‘What I wish I’d known’: Over 75s share biggest retirement regrets in stark warning to younger generations

‘What I wish I’d known’: Over 75s share biggest retirement regrets in stark warning to younger generations

‘What I wish I’d known’: Over 75s share biggest retirement regrets in stark warning to younger generations

Younger generations are being handed vital lessons about the risks of retirement in new research from wealth manager Netwealth which highlights the biggest retirement regrets of people aged 75 and over.

Key lessons include underestimating life expectancy, lack of resources to pay for later life care costs and regretting not working with a professional in a string of findings that highlight significant concerns around preparations for later life.

The Netwealth findings show that those aged 75+ expressed greater anxiety about their financial security compared to those aged 65-74, suggesting retirees reach a turning point where they realise they are not as prepared for later life as they had hoped.

Retirement regret sets in

According to the research, one in four retirees aged 75+ (25%) underestimated how long they would be retired for and did not feel financially secure as a result, compared to just 16% of those aged 65-74. Two fifths (43%) of the older generation wished they had better accounted for later life care costs compared to less than a quarter (23%) of those in the younger age bracket.

Older retirees were also more likely to regret not having their retirement plan take both their needs and those of their family into consideration compared to younger retirees (40% vs. 21%).

Notably, regrets of not working with an adviser rise as people get older. A quarter of those aged 75+ (25%) wished they had worked with an adviser to help them prepare for retirement compared to just 13% of 65-74-year-olds.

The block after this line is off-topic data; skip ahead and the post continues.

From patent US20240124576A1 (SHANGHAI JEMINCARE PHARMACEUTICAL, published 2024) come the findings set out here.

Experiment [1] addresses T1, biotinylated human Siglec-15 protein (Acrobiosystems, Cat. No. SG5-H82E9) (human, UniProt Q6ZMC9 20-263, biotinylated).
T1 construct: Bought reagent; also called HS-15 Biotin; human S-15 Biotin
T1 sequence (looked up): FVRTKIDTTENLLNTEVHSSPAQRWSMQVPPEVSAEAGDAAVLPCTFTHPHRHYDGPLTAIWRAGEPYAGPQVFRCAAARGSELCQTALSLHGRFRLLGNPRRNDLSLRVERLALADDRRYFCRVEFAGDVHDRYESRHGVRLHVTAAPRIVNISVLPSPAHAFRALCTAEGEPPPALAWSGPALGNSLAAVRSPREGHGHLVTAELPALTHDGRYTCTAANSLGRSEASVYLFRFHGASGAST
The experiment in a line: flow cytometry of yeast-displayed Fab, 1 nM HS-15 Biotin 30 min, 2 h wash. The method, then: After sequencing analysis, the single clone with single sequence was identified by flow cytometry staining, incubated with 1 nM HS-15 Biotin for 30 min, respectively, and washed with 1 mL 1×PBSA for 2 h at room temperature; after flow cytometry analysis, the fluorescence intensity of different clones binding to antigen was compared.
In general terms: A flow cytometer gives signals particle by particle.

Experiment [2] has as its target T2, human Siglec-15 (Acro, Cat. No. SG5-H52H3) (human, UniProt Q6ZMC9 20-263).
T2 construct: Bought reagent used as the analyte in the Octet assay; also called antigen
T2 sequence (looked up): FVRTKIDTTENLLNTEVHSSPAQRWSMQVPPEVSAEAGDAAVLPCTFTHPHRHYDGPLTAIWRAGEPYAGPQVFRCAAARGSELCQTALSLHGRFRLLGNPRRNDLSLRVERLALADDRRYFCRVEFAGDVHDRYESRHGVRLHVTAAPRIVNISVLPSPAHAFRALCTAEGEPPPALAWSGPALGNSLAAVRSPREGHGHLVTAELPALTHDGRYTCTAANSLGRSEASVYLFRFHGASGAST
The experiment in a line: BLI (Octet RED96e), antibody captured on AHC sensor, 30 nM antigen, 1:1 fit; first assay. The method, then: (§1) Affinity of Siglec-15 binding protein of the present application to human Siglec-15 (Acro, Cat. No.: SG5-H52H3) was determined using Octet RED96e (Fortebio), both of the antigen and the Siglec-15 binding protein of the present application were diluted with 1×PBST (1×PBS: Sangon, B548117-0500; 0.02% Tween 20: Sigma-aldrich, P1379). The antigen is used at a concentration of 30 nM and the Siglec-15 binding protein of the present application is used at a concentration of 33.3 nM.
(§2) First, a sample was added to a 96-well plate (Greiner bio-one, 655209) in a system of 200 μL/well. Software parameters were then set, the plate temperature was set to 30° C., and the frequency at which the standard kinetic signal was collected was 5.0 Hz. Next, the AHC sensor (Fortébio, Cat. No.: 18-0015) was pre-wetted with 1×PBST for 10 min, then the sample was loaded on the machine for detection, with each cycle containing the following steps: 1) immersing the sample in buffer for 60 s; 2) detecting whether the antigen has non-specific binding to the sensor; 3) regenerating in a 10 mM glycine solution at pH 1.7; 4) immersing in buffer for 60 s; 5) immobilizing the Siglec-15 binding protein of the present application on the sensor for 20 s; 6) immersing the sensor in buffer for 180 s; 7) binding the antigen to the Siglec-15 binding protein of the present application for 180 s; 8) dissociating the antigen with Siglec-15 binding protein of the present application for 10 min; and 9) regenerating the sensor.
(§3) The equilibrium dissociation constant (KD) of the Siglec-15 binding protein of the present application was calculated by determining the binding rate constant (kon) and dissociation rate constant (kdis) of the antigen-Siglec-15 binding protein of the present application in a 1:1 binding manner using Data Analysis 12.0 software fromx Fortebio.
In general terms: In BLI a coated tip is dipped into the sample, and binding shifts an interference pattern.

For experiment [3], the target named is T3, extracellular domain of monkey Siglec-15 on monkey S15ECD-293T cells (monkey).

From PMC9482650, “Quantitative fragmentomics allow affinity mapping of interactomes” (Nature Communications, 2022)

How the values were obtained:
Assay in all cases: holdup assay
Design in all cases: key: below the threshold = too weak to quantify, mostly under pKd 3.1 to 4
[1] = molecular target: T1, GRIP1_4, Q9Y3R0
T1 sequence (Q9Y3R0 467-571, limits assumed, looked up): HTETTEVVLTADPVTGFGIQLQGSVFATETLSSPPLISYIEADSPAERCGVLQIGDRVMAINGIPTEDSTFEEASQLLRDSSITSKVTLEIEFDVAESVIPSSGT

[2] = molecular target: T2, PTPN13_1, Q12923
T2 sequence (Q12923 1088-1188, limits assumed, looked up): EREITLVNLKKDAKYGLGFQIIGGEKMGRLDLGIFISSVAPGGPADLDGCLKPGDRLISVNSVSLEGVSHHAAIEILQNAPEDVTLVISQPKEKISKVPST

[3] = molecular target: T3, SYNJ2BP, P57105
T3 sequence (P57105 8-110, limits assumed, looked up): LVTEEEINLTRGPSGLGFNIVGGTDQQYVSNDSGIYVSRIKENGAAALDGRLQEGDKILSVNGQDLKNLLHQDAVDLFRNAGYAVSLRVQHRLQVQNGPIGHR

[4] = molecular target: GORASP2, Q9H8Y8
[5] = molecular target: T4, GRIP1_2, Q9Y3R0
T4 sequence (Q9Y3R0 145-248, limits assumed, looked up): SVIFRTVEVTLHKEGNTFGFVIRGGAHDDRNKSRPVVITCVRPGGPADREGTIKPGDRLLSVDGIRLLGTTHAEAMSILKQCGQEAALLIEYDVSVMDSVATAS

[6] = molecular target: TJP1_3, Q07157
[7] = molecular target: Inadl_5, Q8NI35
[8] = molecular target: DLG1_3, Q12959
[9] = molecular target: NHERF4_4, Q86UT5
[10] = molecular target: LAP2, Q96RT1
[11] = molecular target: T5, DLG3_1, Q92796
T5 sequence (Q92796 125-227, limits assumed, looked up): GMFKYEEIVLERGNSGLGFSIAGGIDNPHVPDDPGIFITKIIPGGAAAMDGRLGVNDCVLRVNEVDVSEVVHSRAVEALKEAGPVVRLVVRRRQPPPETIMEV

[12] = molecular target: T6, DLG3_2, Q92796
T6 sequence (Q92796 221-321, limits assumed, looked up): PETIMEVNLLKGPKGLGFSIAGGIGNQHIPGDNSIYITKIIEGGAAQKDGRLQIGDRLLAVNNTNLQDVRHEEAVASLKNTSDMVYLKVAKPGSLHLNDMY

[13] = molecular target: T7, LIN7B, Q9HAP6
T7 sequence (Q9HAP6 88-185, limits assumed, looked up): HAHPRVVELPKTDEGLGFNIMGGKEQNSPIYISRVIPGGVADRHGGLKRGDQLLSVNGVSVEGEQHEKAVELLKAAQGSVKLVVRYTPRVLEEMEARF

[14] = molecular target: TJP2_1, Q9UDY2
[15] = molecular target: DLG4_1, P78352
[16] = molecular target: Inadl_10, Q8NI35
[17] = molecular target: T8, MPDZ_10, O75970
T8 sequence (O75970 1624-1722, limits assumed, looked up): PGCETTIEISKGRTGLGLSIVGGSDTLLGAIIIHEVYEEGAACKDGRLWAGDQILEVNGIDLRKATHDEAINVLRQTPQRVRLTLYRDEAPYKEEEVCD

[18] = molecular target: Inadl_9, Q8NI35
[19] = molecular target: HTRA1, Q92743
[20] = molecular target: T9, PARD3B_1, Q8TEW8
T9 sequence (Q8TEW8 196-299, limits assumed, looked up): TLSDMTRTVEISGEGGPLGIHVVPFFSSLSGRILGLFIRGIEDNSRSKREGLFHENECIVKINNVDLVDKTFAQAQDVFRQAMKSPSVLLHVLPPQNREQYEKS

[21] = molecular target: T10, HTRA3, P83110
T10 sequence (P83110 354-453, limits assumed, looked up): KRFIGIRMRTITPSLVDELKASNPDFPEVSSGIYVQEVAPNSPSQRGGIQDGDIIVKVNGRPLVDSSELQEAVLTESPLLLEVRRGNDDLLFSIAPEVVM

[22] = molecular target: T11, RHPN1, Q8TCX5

These generational differences demonstrate the regret and increased anxiety that creeps in as people progress through retirement, highlighting concerns about their preparedness for the latter phase of their lives.

Chart 1. Generational differences in retirement regret

Pre-retirees ignore warnings

Despite the concerns expressed by those aged 75+, pre-retirees aged 45-64 seem likely to make the same mistakes.

Only 50% have a clear idea of how much money they need to live comfortably in retirement and have a plan in place to achieve this, while only a third (35%) have created a will and shared their plans with loved ones.

Even more worryingly, only a fifth (20%) are currently working with an adviser to prepare for retirement and just 16% intend to start doing so within the next 12 months.

Commenting, Charlotte Ransom, CEO of Netwealth, said:

As life expectancy increases, the need for thorough and flexible retirement planning becomes all the more vital. The regrets expressed by those aged 75+ highlight that often we are not sufficiently prepared for retirement and unfortunately may not realise this until it is too late. The lack of concern demonstrated by those earlier in retirement suggests they are sleepwalking into the same predicament and will be faced with a series of shocks over the years to come, particularly given the more challenging investing backdrop that we are likely to see for the foreseeable future.

“Retirement is an exciting phase of life, marked by increased freedom and the ability to pursue our passions and take on new challenges. However, in order to achieve a happy, successful retirement, we must prepare ahead of time. Work with a financial planner early on to identify the type of retirement you want and the steps you need to take to get there, use online planning tools to help bring your plans to life, and ensure you take a holistic approach centred on your goals and ambitions for this phase of life, rather than focusing solely on investment returns which may or may not be achieved.”

A holistic approach is key

Putting their regrets to one side, retirees shared their top tips to achieving a ‘successful’ retirement, balancing health and happiness with the financial elements and highlighting the importance of taking a holistic approach to retirement planning.

Chart 2. Retirees share their top tips for retirement planning



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